Apr 15, 2015

Creative Sermon Titles

A number of years ago, I used to receive an email “update and ezine” called The Preacher’s Study by Dave Redick. These updates often provided helpful information and addressed practical topics related to preaching. I am not sure if it is still being put out and a quick Google search was inconclusive. In any case, while going through some of my old files, I came across a good discussion on “The Art of Creatively Naming Your Sermons.” I thought I might share a bit from that article.

Redick notes that, “a good title draws attention to what is going to be said in the sermon.” Attention can be drawn in one of three ways: (1) provoking curiosity, (2) promising answers, and (3) providing explanations.”
In discussing the first way, provoking curiosity, Redick provides some examples of titles that might provoke curiosity.
  • “Running All the Red Lights” (The high cost of disregarding the commandments of God)
  • “Going to the Dogs” (2 Pet 2:22 - apostasy)
  • “Acts: The Book of Non-conversions” (A look at those in Acts who were not converted.) “Nearsighted People Can't Add” (2 Pet 1:3-10)
  • “The Little Red Devil Behind the Pearly White Gates” (The tongue)
  • “Forty Thousand Pounds of Deviled Ham Lost At Sea” (An expository sermon on the two demoniacs in Gergasa - Matt 8:28-34)
  • “One Meal You Can't Eat in the Kitchen” - (The story of Mary and Martha)
  • "The Church of the Living Dead” (An exposition of the account of the church at Sardis in Revelation)
  • “Don't Bite the Apple until You Check for Worms” (On finding a mate)
  • “Eighty Words of Terror from the Depths of Hades” (A sermon on Hell from Luke 16)

Sermon titles can also generate interest by promising answers. Such titles might include something like these listed by Redick.

  • “You Can Beat Depression”
  • “Seven Ways to Affair Proof Your Marriage”
  • “How to Win Over Worry”
  • “How to Sweeten a Sour Marriage”
  • “Nine Good Habits That Will Make Your Marriage Sing.”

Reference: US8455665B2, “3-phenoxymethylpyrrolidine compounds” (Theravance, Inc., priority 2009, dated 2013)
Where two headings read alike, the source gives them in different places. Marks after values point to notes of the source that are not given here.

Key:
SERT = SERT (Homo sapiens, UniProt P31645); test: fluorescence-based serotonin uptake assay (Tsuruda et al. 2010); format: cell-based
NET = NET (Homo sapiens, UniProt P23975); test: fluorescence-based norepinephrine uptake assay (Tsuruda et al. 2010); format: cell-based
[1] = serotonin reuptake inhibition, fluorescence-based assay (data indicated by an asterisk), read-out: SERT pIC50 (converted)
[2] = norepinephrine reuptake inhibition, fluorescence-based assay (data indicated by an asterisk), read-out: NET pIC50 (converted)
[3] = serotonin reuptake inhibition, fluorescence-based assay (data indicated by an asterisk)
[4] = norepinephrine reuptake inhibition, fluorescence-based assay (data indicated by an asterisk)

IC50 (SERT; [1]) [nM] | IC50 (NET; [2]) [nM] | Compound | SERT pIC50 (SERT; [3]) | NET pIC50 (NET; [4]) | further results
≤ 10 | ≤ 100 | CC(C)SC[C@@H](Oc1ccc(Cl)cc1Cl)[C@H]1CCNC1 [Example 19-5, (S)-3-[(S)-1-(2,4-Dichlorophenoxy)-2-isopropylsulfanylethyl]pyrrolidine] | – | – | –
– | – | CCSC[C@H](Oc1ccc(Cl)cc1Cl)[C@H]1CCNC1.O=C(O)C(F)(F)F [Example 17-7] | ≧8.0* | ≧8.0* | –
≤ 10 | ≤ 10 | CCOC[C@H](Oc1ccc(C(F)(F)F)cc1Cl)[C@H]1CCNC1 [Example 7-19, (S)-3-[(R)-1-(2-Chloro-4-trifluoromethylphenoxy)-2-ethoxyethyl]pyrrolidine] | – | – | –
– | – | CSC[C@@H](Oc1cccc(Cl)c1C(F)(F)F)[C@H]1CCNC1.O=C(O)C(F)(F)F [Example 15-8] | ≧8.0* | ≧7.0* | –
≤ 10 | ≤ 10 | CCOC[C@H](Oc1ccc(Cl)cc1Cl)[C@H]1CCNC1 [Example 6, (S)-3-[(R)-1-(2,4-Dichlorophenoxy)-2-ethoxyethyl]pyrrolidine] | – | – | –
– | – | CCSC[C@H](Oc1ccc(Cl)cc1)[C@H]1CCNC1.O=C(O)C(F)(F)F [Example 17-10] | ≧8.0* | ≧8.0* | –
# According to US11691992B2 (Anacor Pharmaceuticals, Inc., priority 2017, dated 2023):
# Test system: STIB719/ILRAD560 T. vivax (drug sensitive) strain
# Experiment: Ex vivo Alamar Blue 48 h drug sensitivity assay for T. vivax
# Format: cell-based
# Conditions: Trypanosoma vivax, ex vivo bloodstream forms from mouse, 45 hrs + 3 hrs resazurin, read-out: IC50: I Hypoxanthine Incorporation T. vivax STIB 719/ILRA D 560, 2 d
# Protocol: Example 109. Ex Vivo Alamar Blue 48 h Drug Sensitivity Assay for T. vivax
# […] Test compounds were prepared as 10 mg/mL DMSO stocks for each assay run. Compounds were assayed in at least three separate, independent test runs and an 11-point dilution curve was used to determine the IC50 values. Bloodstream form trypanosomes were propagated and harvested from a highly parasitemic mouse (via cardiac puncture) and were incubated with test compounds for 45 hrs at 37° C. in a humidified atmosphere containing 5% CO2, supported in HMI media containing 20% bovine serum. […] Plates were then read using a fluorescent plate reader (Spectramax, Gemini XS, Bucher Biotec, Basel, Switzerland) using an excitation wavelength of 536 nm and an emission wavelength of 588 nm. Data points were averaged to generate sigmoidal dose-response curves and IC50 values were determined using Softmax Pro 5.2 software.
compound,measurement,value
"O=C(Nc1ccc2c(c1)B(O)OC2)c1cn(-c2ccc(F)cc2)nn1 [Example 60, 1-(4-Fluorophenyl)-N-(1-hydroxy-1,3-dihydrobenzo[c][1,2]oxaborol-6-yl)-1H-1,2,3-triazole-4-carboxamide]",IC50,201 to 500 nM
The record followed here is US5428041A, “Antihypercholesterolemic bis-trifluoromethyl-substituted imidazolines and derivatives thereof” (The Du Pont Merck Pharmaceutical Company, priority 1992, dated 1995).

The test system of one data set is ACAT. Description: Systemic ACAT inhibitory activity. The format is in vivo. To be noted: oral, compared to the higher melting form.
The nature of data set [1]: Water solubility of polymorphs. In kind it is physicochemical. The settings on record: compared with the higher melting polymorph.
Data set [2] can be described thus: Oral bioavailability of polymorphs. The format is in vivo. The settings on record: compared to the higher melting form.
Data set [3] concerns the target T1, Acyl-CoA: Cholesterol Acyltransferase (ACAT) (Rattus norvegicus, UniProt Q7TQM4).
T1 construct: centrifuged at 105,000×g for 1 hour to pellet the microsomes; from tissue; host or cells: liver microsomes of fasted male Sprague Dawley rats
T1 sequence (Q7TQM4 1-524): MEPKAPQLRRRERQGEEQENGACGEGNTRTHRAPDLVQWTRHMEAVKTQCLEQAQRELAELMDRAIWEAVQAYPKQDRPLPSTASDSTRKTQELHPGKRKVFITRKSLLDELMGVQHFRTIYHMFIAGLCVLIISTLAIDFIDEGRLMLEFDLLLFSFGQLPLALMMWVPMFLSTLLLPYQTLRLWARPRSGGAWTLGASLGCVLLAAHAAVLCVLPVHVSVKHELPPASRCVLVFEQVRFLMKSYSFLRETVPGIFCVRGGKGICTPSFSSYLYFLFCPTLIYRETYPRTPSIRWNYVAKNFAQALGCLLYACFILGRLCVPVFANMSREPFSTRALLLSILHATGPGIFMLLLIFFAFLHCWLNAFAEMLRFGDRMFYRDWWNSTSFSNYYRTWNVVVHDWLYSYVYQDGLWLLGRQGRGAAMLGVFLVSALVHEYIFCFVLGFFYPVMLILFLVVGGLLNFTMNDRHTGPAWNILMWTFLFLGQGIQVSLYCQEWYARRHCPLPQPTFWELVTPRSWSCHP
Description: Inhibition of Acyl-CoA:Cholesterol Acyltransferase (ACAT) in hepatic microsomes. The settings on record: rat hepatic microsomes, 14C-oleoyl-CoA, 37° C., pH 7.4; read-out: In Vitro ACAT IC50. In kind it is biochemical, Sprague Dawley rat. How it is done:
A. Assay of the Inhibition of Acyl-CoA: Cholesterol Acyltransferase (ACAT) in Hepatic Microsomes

• “How to Stay Up When Your Work Has You Down.”
  • "Seven Ways to Win Your Parents Over to Your Way of Thinking.”
  • “How to Quiet a Noisy Rooster” (Conscience, based on Peter's Denial of Jesus)
  • “Three Secrets of a Great Life”
  • “Seven Habits of Highly Spiritual People”
  • “What Every Wife Would Like Her Husband to Know”
  • “What Every Husband Would Like His Wife to Know”
  • “What Every Boy Wants His Dad to Know”
  • “What Every Girl Wants Her Dad to Know”
  • “Five Steps to a Happier Life”
  • “How to Get Your Life Together and Prepare for Eternity”
  • “You Can Overcome Your Bad Habits”
  • Redick summarizes the characteristics common to these titles. That is, they begin with a “how to,” with a number (“Nine things,” “Seven Ways,” “Three Secrets”), and they are plain and simple (“sometimes the plainer they are, the better”)

Finally, Redick suggests that a good sermon title can attract attention by providing explanations. These titles often include “why” or “what” and include the sermon’s proposition. Here are some examples
  • “Why Does God Allow His People to Suffer?”
  • “We’re Under Grace So Why Bother to Overcome Sin?”
  • “What God Looks for in an Employee”
  • “What Happens Five Minutes after I Die?”

In conclusion, Redick does offer some cautions against being too cute, clever, or trite. One also needs to be careful that the title doesn’t over-promise that which the sermon under-delivers. I would also add that one should not spend an inordinate time of the title. Unless your sermons are going to be published, then there are more important elements in your message to focus on. But if you the time, then know that a captivating title is preferable to a pedestrian one.

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